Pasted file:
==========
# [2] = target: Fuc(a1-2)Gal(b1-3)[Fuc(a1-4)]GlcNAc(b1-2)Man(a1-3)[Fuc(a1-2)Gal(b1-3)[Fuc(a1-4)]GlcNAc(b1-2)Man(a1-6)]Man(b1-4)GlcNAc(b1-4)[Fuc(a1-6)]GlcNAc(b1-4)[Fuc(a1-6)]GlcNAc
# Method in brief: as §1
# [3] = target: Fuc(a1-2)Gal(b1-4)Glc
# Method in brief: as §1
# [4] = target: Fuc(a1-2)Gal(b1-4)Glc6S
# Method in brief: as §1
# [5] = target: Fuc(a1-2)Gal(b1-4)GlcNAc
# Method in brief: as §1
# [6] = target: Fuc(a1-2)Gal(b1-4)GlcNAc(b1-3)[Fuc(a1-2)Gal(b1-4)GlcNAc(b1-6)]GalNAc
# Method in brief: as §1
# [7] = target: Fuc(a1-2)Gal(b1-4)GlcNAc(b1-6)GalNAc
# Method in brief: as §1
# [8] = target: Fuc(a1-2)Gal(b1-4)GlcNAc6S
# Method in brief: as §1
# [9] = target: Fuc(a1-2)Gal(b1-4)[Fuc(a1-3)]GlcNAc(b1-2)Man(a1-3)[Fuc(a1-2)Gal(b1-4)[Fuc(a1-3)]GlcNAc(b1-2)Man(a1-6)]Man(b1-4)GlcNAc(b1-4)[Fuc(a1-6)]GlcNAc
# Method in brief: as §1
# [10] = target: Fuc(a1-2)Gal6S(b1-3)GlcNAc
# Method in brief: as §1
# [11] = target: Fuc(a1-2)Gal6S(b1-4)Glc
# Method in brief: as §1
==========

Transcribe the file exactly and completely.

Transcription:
# [2] = target: Fuc(a1-2)Gal(b1-3)[Fuc(a1-4)]GlcNAc(b1-2)Man(a1-3)[Fuc(a1-2)Gal(b1-3)[Fuc(a1-4)]GlcNAc(b1-2)Man(a1-6)]Man(b1-4)GlcNAc(b1-4)[Fuc(a1-6)]GlcNAc(b1-4)[Fuc(a1-6)]GlcNAc
# Method in brief: as §1
# [3] = target: Fuc(a1-2)Gal(b1-4)Glc
# Method in brief: as §1
# [4] = target: Fuc(a1-2)Gal(b1-4)Glc6S
# Method in brief: as §1
# [5] = target: Fuc(a1-2)Gal(b1-4)GlcNAc
# Method in brief: as §1
# [6] = target: Fuc(a1-2)Gal(b1-4)GlcNAc(b1-3)[Fuc(a1-2)Gal(b1-4)GlcNAc(b1-6)]GalNAc
# Method in brief: as §1
# [7] = target: Fuc(a1-2)Gal(b1-4)GlcNAc(b1-6)GalNAc
# Method in brief: as §1
# [8] = target: Fuc(a1-2)Gal(b1-4)GlcNAc6S
# Method in brief: as §1
# [9] = target: Fuc(a1-2)Gal(b1-4)[Fuc(a1-3)]GlcNAc(b1-2)Man(a1-3)[Fuc(a1-2)Gal(b1-4)[Fuc(a1-3)]GlcNAc(b1-2)Man(a1-6)]Man(b1-4)GlcNAc(b1-4)[Fuc(a1-6)]GlcNAc
# Method in brief: as §1
# [10] = target: Fuc(a1-2)Gal6S(b1-3)GlcNAc
# Method in brief: as §1
# [11] = target: Fuc(a1-2)Gal6S(b1-4)Glc
# Method in brief: as §1